Deepen surveys, research to provide adequate support

The number of children who have difficulty with learning, building interpersonal relationships and other aspects of school life is said to be increasing. It is important to establish a support system designed to match each person’s characteristics by conducting surveys and research from various angles.

A survey by the Education, Culture, Sports, Science and Technology Ministry has found that 8.8% of children covered by the poll and who are enrolled in regular classes at public elementary and junior high schools nationwide may have developmental disorders. The figure was up more than two percentage points from the previous survey conducted 10 years ago, indicating that there are about three such children in a class of 35 students.

Developmental disorders are believed to be caused by impairments in brain function that exist from birth. Such disorders include learning disabilities, which cause difficulty reading, writing and calculating; attention deficit hyperactivity disorder, the symptoms of which include inattentiveness; and autism spectrum disorder, which is associated with difficulty in recognizing emotions in others.

The survey targeted more than 50,000 elementary and junior high school students, and homeroom teachers and others checked whether they showed signs of developmental disorders. The survey results were not based on diagnoses by doctors, but the fact that a certain number of children showed various difficulties must be taken seriously.

Among the items checked in the survey were learning problems, such as noticeable grammatical errors, and behavioral problems, such as difficulty waiting for one’s turn and a lack of empathy. Some of the children surveyed had both learning and behavioral problems.

This year, the central government notified local boards of education that newly hired teachers must have at least two years’ experience as homeroom teachers of classes for special needs children or other relevant positions. It is an urgent task to implement such measures steadily to train teachers who can provide specialized support.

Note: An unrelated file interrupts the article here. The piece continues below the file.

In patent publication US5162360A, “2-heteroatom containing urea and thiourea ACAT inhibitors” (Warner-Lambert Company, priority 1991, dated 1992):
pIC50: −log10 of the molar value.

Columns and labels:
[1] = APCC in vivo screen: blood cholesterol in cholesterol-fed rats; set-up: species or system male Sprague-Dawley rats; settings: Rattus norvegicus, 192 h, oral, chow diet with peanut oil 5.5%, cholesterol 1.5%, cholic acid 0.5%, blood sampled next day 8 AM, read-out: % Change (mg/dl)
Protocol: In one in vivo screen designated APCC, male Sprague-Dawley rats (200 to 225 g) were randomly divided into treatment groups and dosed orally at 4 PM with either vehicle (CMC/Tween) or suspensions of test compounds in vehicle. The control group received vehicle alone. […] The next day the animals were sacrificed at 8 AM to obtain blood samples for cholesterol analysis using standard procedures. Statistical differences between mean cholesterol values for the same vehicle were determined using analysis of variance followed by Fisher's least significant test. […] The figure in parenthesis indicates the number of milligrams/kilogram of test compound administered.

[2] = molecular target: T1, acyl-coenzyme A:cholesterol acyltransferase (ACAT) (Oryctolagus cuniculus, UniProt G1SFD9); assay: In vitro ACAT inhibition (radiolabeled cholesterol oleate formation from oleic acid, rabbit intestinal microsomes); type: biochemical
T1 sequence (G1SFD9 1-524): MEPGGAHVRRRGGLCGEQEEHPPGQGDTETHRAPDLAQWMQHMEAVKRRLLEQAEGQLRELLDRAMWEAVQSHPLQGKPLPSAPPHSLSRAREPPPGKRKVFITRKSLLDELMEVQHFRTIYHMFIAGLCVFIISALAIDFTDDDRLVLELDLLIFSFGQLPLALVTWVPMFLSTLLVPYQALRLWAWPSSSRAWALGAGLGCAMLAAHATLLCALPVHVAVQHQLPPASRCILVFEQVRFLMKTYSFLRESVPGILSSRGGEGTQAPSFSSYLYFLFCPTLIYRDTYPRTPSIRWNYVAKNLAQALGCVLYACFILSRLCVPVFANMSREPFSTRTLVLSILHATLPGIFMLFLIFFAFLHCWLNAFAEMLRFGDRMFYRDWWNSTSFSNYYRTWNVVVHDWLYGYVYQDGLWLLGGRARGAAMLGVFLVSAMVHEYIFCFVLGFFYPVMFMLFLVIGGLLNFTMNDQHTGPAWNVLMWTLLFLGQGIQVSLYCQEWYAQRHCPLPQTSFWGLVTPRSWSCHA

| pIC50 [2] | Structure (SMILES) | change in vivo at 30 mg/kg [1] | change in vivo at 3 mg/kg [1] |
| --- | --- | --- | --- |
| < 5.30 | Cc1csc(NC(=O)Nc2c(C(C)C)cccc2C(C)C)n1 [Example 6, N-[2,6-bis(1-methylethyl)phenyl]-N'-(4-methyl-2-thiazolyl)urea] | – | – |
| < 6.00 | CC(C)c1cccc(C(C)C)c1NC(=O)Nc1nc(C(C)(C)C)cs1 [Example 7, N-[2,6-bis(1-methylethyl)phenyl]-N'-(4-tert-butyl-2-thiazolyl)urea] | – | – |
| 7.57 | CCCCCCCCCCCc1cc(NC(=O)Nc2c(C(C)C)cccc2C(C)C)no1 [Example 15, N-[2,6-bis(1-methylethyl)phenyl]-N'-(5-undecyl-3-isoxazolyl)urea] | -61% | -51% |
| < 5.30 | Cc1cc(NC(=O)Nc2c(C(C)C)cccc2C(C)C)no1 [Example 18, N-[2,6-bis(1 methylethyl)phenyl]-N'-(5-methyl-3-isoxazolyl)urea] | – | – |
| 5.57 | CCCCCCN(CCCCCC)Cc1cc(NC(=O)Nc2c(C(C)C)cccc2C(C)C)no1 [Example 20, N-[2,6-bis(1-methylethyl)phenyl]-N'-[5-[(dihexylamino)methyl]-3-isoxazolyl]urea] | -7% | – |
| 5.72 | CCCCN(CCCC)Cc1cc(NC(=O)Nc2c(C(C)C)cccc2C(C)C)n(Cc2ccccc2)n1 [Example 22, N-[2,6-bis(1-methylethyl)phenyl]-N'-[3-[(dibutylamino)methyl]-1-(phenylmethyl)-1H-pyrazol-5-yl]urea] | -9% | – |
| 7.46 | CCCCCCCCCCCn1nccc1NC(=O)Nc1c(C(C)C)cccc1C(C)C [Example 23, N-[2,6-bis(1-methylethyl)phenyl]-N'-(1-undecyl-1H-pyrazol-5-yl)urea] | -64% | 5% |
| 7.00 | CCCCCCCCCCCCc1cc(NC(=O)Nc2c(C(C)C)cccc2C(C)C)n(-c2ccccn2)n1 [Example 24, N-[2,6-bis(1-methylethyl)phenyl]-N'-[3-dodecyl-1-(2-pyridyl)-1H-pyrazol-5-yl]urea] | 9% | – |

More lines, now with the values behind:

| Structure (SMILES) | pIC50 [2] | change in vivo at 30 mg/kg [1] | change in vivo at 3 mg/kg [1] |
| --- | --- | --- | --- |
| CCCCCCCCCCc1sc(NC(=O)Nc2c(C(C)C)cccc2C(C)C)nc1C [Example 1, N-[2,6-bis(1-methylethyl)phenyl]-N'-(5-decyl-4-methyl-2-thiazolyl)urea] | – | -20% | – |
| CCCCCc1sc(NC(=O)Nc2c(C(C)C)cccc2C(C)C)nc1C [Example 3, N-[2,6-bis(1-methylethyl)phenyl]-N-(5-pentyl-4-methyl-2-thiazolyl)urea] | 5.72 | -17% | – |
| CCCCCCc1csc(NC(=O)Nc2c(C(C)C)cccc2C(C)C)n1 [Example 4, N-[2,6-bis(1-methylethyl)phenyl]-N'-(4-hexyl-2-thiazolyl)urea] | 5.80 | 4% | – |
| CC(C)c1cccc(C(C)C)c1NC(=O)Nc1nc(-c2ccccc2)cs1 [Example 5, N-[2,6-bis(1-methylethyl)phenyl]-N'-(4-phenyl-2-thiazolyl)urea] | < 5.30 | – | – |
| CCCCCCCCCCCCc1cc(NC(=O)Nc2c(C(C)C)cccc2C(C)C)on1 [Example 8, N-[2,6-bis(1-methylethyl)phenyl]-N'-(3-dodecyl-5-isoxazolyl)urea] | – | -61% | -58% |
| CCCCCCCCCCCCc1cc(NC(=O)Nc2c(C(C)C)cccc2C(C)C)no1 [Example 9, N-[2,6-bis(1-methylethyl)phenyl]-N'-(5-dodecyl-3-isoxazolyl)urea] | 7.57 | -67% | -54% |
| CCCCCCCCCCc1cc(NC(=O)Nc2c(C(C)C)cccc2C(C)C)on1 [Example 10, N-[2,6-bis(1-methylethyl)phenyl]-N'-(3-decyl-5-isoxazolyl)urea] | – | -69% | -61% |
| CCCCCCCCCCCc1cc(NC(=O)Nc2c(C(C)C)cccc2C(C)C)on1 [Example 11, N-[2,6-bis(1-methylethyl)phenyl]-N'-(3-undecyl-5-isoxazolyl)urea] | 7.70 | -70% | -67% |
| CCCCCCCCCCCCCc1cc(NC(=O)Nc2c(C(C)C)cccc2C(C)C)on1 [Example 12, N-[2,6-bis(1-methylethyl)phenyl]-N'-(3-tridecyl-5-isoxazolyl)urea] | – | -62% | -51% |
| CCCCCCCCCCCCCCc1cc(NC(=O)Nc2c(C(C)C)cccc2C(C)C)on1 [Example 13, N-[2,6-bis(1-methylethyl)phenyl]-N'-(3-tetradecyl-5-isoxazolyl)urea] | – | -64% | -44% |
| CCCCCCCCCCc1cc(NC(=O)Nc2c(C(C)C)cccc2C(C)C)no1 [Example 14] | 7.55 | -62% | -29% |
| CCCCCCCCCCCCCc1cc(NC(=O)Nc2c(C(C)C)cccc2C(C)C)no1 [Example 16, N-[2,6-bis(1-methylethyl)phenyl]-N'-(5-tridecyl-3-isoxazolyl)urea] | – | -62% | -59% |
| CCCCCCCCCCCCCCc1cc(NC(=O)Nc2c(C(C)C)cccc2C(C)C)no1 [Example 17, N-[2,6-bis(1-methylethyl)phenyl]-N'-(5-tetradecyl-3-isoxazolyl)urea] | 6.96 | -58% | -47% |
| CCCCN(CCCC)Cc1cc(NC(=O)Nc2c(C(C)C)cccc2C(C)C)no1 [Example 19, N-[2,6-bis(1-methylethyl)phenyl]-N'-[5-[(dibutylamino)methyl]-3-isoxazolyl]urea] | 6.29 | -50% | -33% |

Support plans need to be created to address each child’s characteristics. For example, it would be effective to provide children who are sensitive to sound with a quiet learning environment. It is hoped that principals and boards of education will also be actively involved in offering support rather than leaving this matter solely to homeroom teachers.

The ministry believes that the increase in the number of children with developmental disorders is attributable to a better understanding of these disorders, among teachers and parents who are now more likely to be able to notice children with such difficulties.

Furthermore, the ministry has pointed to the possibility that the increase is also linked to children’s reduced exposure to words and letters as well as in-person conversations as they increasingly play video games and use smartphones.

In-depth surveys and research are needed to determine how smartphones and games affect developmental disorders, which are believed to be congenital. Cooperation with doctors is also called for.

Some people who are considered to have developmental disorders have special talents, such as outstanding concentration. It should be remembered that the talents of such people could bloom further with adequate support.

(From The Yomiuri Shimbun, Dec. 22, 2022)